Millions of Owners Face €3,000 Fine for Zombie Cars

Millions of Owners Face €3,000 Fine for Zombie Cars

Millions of Owners Face €3,000 Fine for Zombie Cars

Millions of zombie cars could face fines of up to €3,000 for lack of insurance.

MILLIONS of zombie cars (motorcycles, cars, lorries and vans that do not have the compulsory insurance required or that have been abandoned) could face up to €3,000 fines.

In Spain, it is estimated that there are currently 2.65 million zombie vehicles, representing a huge 8 per cent of the Spanish car fleet.

It would appear that many owners are unaware that even if a car is parked or not in circulation (something that has happened and continues to happen in Spain as a result of Covid-19), it is still necessary to have compulsory insurance.

Today, according to the data collected by the insurer Línea Directa in the study Zombie vehicles: Cars without insurance in Spain. Problems and accidents (2010-2019)‘, over the last 10 years there have been over 300,000 accidents involving vehicles in this illegal situation. Almost 130,000 fines are also given each year to those with uninsured cars – this is more than double the number of reports for testing positive for drink or drug driving combined.

According to Mar Garre, Director of People, Communication and Sustainability of Linea Directa Aseguradora, this situation can be partly justified by the ageing of the car fleet (an average of 12.3 years in Spain) combined with the unfavourable economic environment in Spain over the last 10 years. There also seems to be a lack of knowledge that insurance is obligatory since many owners do not renew the policy of the vehicle they are no longer using.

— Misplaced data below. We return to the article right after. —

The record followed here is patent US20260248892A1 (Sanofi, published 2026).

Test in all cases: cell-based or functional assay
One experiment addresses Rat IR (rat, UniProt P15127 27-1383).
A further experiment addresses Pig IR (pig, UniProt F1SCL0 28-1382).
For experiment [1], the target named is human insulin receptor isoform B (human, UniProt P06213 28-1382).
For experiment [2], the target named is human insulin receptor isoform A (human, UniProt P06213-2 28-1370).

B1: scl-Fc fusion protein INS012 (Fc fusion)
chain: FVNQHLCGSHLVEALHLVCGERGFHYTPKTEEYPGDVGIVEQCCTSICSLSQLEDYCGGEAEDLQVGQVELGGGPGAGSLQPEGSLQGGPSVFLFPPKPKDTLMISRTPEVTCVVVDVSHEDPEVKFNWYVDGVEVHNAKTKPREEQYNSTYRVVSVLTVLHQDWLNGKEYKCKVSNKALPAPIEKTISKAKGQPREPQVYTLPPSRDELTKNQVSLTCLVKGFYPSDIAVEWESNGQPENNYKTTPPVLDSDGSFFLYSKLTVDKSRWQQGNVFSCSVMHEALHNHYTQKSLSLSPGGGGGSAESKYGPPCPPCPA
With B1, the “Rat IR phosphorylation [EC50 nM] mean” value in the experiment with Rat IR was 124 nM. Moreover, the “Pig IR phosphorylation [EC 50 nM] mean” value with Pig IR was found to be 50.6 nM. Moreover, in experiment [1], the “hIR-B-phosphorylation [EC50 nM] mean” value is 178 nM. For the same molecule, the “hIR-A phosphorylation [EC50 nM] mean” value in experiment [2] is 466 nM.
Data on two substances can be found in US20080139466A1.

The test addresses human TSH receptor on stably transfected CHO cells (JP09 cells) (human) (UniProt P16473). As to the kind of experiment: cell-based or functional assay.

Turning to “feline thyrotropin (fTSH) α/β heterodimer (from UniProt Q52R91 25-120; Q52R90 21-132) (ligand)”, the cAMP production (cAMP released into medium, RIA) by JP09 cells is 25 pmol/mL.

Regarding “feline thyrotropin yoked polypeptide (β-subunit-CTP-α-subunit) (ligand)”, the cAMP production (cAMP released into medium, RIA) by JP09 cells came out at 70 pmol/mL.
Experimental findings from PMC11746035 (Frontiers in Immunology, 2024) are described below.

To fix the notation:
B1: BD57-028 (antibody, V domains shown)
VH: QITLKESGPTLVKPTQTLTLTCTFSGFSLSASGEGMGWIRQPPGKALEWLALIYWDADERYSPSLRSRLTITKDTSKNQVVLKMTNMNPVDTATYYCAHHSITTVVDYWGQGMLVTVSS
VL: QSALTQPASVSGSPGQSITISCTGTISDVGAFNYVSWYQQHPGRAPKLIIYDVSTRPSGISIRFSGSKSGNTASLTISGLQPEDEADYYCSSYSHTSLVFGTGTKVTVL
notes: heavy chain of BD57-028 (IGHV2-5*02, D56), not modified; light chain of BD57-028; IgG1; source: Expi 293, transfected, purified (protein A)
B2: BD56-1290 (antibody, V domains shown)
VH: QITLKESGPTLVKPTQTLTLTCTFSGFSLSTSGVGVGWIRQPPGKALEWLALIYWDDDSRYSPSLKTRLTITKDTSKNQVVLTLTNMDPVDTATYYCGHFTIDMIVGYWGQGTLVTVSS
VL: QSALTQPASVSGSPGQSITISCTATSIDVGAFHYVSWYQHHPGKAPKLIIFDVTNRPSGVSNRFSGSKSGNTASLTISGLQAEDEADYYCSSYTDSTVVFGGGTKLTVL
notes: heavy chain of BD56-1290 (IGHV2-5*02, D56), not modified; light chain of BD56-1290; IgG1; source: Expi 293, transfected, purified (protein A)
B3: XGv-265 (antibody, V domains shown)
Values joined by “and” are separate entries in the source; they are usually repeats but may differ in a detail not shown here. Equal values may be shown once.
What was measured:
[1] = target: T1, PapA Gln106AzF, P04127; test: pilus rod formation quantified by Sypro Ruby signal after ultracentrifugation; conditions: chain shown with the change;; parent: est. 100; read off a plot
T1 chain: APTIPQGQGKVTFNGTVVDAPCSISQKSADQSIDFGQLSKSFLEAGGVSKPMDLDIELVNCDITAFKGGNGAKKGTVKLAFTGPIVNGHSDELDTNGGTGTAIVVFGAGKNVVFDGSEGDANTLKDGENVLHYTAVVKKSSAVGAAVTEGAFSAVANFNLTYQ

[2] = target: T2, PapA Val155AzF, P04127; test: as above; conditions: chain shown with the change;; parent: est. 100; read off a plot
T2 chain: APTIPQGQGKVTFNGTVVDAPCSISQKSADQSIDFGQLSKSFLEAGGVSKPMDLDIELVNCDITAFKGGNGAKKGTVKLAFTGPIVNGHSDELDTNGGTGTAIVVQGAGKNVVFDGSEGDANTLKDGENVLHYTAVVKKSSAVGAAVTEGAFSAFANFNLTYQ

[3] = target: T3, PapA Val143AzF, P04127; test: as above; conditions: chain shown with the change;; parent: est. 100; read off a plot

Owners who have vehicles in circulation without the correct insurance can face up to €3,000 fines and, in addition, would have to bear all of the expenses in the event of an accident that damages another vehicle or causes harm to a person.

Accidents involving a zombie vehicle, which are mainly located in the touristic areas of Spain, have slower resolutions, double the chance of injury, and tend to cost more. “With this study, we want to highlight the dangers and problems involved in driving without having compulsory insurance, a system that has provided great security to society for decades,” says Mar Garre. His opinion is that “insurance fulfils a social function, so we must become aware of a problem in which once again they pay justly for sinners since we all end up suffering the irresponsibility of a few.”

Source: SUR

Written by

Laura Kemp

Originally from UK, Laura is based in Axarquia and is a writer for the Euro Weekly News covering news and features. Got a news story you want to share? Then get in touch at